Leucodepletion for hyperleucocytosis – first report on a novel technology featuring electronic interphase management

Authors

  • M. Schulz,

    1. German Red Cross Blood Service Baden-Württemberg-Hessen, Institute for Transfusion Medicine and Immunohematology of the Goethe University Hospital, Frankfurt, Germany
    Search for more papers by this author
  • G. Bug,

    1. Department of Medicine II, Hematology and Oncology, Goethe University Hospital, Frankfurt, Germany
    Search for more papers by this author
  • H. Bialleck,

    1. German Red Cross Blood Service Baden-Württemberg-Hessen, Institute for Transfusion Medicine and Immunohematology of the Goethe University Hospital, Frankfurt, Germany
    Search for more papers by this author
  • H. Serve,

    1. Department of Medicine II, Hematology and Oncology, Goethe University Hospital, Frankfurt, Germany
    Search for more papers by this author
  • E. Seifried,

    1. German Red Cross Blood Service Baden-Württemberg-Hessen, Institute for Transfusion Medicine and Immunohematology of the Goethe University Hospital, Frankfurt, Germany
    Search for more papers by this author
  • H. Bönig

    Corresponding author
    • German Red Cross Blood Service Baden-Württemberg-Hessen, Institute for Transfusion Medicine and Immunohematology of the Goethe University Hospital, Frankfurt, Germany
    Search for more papers by this author

Correspondence: Halvard Bönig, German Red Cross Blood Service Baden-Württemberg-Hessen, Institute for Transfusion Medicine and Immunohematology of the Goethe University Hospital, Sandhofstraße 1, 60528 Frankfurt, Germany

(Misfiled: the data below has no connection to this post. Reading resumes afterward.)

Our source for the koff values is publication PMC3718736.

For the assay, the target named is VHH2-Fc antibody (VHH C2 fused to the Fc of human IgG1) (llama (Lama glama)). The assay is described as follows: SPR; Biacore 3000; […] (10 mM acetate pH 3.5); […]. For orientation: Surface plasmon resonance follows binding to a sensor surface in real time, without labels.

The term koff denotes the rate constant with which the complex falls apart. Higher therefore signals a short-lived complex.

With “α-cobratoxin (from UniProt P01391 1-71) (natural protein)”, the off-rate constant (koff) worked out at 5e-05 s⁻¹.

E-mail: h.boenig@blutspende.de

Abstract

Background and Objectives

Therapeutic leucodepletion plays an established role in the initial treatment of patients with acute myeloid leukaemia (AML) and possibly other leukaemias presenting with leucostasis. Recently, a new leucodepletion technology, Spectra Optia IDL, has become available that differs from its predecessor, COBE Spectra MNC, by a variety of electronic supports, including by electronic adjustment of buffy coat positioning at the collection port. Given the paucity of patients in need of leucodepletions and marked differences in clinical presentation as well as blast properties (e.g. size, density), formal clinical trials comparing leucodepletion technologies have never been executed.

Materials and Methods

Here, we present aggregate data from eight leucodepletions performed in AML patients with clinical signs of leucostasis between 11/2011 and 07/2012 with the new device and compare the apheresis outcomes with those from fifteen leucodepletions performed with the old technology between 06/2010 and 10/2011.

Results

Patients did not differ with respect to epidemiological data. Pre-apheresis leucocyte count (WBC) was significantly higher in Spectra Optia IDL patients. Tolerability was excellent with both devices. Basic apheresis denominators such as duration, processed volume, inlet pump rate, ACD-A consumption and product volume were very similar. A negative correlation between pre-apheresis WBC and collection efficiency was noted. Mean collection efficiency for leucocytes with Spectra Optia IDL (47·3%) was similar to that with COBE Spectra MNC (50·5%). Platelet attrition was similar with both devices, approximately 30%.

Conclusion

The novel, electronically guided leukapheresis system is suitable for leucodepletion.

Ancillary